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Burger King withdraws ad using Jesus’ words at Last Supper

Burger King ad in Spain (Photo by Twitter)

Catholics in Spain forced international fast-food giant Burger King to withdraw an advertisement using the words of Jesus at the Last Supper. 

The advertisement was promoting vegetarian burgers during the Holy Week, a time when most Catholics abstain from meat products.

The fast-food giant has apologized amid the backlash from Roman Catholics and has withdrawn the advertisement. 

The campaign was in Spanish advertising its veggie burger, “The Big King Vegetable.”

The company changed the phrase “Take and eat all of it because this is my body” to “Take and eat all of it. There is no meat in it”; or “Flesh of my flesh” to “Vegetable of my vegetable.” 

The goal was to attract the millions of Catholics who do not eat meat on Fridays during Lent, particularly on Good Friday.

The ad appeared at bus stops throughout Spain and caused a stir as Spain's population is nearly 60% Roman Catholic.

Although it is headquartered in the United States, Burger King has over 200 restaurants in Spain. 


The phrase is used by Roman Catholic priests at Mass during the consecration of the Eucharist. The celebrant repeats the words Jesus said at the Last Supper shortly before his death, where he instituted the Eucharist: “Take this, all of you, and eat of it, for this is my body, which will be given up for you.”

The ad campaign provoked the outrage of thousands of Catholics, several priests, and a bishop.

Bishop Jose Munilla of the Roman Catholic Diocese of Orihuela-Alicante took to social media to protest, tweeting: “Apparently, the loss of culinary taste and the lack of respect for religious sentiments go hand in hand.” 

The reaction to the ad went viral on social media, it is learned.
On Easter Sunday, Burger King Espana responded on Twitter: “We apologize to all those who have been offended by our campaign aimed at promoting our vegetable projects at Easter. Our intention has never been to offend anyone and the immediate withdrawal of the campaign has already been requested.” 

Lay Catholics launched a petition on Easter Sunday, which has amassed more than 30,000 signatures as of Wednesday (19 March).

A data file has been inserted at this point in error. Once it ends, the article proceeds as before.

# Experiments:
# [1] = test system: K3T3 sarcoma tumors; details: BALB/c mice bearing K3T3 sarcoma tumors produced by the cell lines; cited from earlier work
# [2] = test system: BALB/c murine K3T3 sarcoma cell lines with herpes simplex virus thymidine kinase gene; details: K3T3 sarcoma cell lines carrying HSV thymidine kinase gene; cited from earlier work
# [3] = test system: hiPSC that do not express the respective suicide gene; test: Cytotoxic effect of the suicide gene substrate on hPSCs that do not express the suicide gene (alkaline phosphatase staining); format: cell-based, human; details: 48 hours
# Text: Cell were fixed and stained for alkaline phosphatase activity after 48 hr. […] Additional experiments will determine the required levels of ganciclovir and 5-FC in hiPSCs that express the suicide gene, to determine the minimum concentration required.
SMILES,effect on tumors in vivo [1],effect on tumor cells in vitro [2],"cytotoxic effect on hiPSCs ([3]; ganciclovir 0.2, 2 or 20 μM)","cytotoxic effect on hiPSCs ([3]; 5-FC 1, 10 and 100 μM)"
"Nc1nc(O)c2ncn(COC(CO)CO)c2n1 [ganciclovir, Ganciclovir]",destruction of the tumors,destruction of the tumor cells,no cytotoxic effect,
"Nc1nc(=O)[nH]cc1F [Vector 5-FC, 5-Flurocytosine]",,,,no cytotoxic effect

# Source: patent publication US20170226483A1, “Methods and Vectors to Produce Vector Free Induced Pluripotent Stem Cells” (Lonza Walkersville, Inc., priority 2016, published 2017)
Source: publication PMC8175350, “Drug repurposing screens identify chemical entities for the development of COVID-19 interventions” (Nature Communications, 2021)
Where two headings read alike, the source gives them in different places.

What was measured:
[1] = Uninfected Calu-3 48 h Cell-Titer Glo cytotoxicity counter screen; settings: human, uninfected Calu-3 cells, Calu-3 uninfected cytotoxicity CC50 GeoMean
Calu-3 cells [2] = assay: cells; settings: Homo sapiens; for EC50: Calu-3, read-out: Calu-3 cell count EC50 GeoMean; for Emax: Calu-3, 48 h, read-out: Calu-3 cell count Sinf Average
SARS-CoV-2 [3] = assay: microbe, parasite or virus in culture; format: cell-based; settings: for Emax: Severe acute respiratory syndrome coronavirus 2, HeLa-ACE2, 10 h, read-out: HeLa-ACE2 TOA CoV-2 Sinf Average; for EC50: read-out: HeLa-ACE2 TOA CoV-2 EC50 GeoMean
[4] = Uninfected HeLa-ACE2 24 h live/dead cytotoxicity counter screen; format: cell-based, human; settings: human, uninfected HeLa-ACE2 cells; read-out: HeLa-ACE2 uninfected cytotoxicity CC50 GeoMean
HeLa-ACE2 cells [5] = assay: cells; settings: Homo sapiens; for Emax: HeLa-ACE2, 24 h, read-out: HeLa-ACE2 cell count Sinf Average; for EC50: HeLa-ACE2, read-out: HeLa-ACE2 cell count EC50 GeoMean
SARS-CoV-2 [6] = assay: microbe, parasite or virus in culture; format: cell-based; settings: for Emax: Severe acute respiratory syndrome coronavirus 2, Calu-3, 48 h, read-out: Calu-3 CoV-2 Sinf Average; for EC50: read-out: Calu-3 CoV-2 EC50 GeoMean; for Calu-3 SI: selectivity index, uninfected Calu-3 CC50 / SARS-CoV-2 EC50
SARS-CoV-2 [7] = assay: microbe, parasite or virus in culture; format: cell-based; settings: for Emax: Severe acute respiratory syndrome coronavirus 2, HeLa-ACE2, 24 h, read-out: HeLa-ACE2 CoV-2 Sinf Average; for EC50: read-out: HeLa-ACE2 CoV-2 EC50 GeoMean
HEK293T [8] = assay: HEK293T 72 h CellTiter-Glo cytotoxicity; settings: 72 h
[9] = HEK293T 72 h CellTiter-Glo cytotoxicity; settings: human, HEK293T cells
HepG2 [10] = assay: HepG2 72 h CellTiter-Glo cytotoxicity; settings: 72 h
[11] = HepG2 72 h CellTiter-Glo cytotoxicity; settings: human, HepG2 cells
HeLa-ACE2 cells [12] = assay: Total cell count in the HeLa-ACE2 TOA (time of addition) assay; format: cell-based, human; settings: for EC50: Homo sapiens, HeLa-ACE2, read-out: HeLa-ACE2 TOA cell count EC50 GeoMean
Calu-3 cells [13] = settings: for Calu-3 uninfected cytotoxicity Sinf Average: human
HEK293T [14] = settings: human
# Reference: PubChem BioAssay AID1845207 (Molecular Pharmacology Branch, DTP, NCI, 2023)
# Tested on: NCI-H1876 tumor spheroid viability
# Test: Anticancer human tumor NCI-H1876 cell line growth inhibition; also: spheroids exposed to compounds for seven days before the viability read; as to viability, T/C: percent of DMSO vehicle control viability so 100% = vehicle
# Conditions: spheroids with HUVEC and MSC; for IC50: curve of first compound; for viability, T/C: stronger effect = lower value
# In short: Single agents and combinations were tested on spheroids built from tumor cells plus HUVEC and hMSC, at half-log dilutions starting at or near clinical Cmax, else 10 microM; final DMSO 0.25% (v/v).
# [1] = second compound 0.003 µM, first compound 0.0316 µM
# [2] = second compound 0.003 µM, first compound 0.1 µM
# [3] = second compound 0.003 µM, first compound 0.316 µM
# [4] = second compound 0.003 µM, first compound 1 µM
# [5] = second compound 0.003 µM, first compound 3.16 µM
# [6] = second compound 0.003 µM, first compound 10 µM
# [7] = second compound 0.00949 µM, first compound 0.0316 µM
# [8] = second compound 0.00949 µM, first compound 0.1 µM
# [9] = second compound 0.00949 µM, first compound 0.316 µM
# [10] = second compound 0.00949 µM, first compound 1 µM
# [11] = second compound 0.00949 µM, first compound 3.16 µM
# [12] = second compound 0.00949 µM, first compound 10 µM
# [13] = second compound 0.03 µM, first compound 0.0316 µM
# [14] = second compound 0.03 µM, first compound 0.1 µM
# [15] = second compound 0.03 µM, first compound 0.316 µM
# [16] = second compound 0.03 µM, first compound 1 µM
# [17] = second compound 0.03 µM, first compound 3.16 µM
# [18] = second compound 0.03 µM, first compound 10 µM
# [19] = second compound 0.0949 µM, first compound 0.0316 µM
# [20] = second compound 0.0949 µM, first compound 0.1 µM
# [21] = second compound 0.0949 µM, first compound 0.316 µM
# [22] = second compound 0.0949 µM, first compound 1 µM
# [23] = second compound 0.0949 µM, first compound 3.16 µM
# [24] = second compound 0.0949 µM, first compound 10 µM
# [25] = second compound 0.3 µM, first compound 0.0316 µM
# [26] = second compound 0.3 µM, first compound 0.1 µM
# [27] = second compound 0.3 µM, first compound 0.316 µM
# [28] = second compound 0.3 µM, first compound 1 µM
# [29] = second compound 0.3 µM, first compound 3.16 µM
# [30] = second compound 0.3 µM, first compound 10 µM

The petition condemned Burger King for “[mocking] the Eucharist and the death of Christ in the most sacred time for Christians” and taking “advantage of Holy Week to launch an offensive campaign against the millions of believers to get publicity and money.” 

The Catholic group CitizenGo called on Burger King International CEO Daniel Schwartz to fire Jorge Carvalho, general manager of Burger King in Spain and Portugal, because of the ad campaign. The petition characterized the campaign as an “offense to Christians.”

“Not everything is good to sell and the use of the words of Jesus as a marketing tool amid the commemoration of his death and resurrection is beyond acceptable,” the petition states.

Signatories of the petition indicated that they would never do business with Burger King if the fast-food company did not comply with their request to fire Carvalho.  

 

Radio Veritas Asia (RVA), a media platform of the Catholic Church, aims to share Christ. RVA started in 1969 as a continental Catholic radio station to serve Asian countries in their respective local language, thus earning the tag “the Voice of Asian Christianity.”  Responding to the emerging context, RVA embraced media platforms to connect with the global Asian audience via its 21 language websites and various social media platforms.

Comments

Sam Daniels, Apr 21 2022 - 9:58am
This is an interesting story. The point is how a Bishop could use social media and inspire his people to respond.